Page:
Table of Contents Hide
- What is an HO-6 Condo Insurance Policy?
- What Does HO-6 (Condo Insurance) Policy Cover?
- Perils covered by an HO6 Insurance Policy
- What Does the Condo Association Master Policy Cover?
- What Is the Difference Between HO6 and HO3 Policy?
- HO6 for a Townhouse
- How to Acquire HO6 Insurance
- What is the Cost of Condo Insurance?
- How to Purchase Condo Insurance
- What is the Purpose of HO-6 Insurance?
- How much HO-6 Condo Insurance Do I Need?
- What is Loss Assessment Coverage in an HO-6 Policy?
- How to Reduce Condo Insurance Costs
- Is It Necessary to have HO-6 Condo Insurance?
- HO-6 Policy FAQs
- What is the difference between ho3 and HO6?
- What is the most common homeowners insurance policy?
- What are the three types of homeowners insurance?
If you own a condominium, the condo association will most likely insure the building and shared facilities. However, if your things are stolen or destroyed in a fire, the association’s master policy will not assist you. A personal condo insurance policy, also known as HO-6 insurance, is required for these and other potential disasters.
What is an HO-6 Condo Insurance Policy?
An HO-6 policy is a sort of insurance that you can obtain if you own a condo. HO-6 insurance protects structural upgrades, personal belongings, personal liabilities, and condo owners association losses.
An HO-6 policy, often known as condo insurance, is a type of homeowners insurance for condo and co-op owners. An HO-6 coverage protects your personal possessions, your responsibility, and any modifications or alterations to the unit.
Your HO-6 policy should be in addition to the master policy of your condo association. Condo association policies vary, but they normally cover everything beyond the walls of each individual condo unit, including the condominium building itself, as well as responsibility costs if a guest is injured in a communal space. The amount of condo insurance you’ll require is directly connected to the sort of master policy in place at your building.
What Does HO-6 (Condo Insurance) Policy Cover?
A regular HO-6 condo insurance policy covers a variety of issues.
- Interior damage to your unit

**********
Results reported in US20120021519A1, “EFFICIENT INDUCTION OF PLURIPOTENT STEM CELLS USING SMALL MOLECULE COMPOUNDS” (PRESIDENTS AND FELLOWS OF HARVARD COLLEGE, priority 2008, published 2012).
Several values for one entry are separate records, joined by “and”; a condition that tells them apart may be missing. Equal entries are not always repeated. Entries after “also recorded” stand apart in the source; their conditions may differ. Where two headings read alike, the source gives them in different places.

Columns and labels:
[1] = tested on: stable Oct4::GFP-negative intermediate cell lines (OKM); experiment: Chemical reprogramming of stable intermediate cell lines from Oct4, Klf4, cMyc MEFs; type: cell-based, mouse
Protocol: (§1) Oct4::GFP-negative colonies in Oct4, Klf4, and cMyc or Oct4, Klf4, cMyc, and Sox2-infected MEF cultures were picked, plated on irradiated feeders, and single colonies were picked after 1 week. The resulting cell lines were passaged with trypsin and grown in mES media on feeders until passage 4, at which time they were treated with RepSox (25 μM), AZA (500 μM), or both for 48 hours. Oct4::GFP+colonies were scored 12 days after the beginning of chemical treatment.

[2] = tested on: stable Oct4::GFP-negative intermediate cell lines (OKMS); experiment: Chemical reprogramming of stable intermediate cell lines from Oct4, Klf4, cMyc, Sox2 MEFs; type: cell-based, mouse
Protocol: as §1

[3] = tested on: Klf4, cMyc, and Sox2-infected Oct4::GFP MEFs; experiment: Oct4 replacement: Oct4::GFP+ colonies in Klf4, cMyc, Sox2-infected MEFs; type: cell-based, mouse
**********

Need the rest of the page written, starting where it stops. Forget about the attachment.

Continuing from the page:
- Improvements, additions and alterations you’ve made to the interior of the unit
- Personal property
- Additional living expenses/loss of use
- Loss assessment coverage
Consider purchasing additional personal property coverage for valuables such as jewelry, fine art, or high-end computer equipment.
We also recommend that you purchase supplemental liability coverage to protect yourself in the event that someone or their property is hurt while visiting and sues you for damages.
You may also require supplemental coverage for earthquakes, flooding, or windstorms, depending on where you live. Discuss your requirements with your insurance agent or firm to ensure you purchase the appropriate amount of coverage.
Perils covered by an HO6 Insurance Policy
Your personal property should be protected from the following risks under the general provisions of HO-6 condominium owner coverage:
- Lightning or fire
- Windstorm or hailstorm
- Riot or civil unrest?
- Aircraft-caused damage
- Vehicle-related damage
- Vandalism or intentional mischief
- Volcanic eruptive activity
- Objects that fall
- Ice, snow, or sleet weight
- Water or steam discharge or overflow from a plumbing, heating, air conditioning, or automatic fire-protection sprinkler system, or from a household device.
- A steam or hot water heating system, an air conditioning system, or an automatic fire-protection system breaking apart, splitting, burning, or bulging.
- Freezing of a plumbing, heating, air conditioning, or automated fire sprinkler system, as well as a household appliance.
- Damage caused by artificially created electrical current that occurs suddenly and unintentionally (does not include loss to a tube, transist, or or similar electronic component)
What Does the Condo Association Master Policy Cover?
A simple condominium master policy addresses two issues:
- The association’s general liability
- Property damage coverage for communal areas
But what is the scope of the master policy? Condo associations will often select one of three types of coverage:
- Bare walls – confined to the building’s basic framework, including fixtures and furniture collectively used
- Individual units’ building structures, common areas, and fixtures are covered by a single entity, but not personal property or improvements.
- Cover the structure as well as fixtures in individual apartments and any further enhancements done by you or a prior owner.